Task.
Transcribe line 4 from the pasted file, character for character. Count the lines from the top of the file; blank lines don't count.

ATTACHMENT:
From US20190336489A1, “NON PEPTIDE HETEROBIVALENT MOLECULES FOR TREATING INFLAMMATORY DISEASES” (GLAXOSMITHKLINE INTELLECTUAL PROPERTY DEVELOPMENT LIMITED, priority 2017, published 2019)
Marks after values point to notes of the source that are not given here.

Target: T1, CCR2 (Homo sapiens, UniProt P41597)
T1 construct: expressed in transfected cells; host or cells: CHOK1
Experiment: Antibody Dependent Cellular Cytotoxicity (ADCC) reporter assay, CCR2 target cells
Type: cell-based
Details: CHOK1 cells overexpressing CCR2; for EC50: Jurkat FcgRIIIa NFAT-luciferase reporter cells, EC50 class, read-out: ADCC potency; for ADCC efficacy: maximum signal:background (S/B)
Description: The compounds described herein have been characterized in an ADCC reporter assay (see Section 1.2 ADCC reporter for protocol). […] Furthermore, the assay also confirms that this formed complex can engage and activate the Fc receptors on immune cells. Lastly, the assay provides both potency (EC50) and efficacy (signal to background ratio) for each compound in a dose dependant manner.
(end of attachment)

T1 construct: expressed in transfected cells; host or cells: CHOK1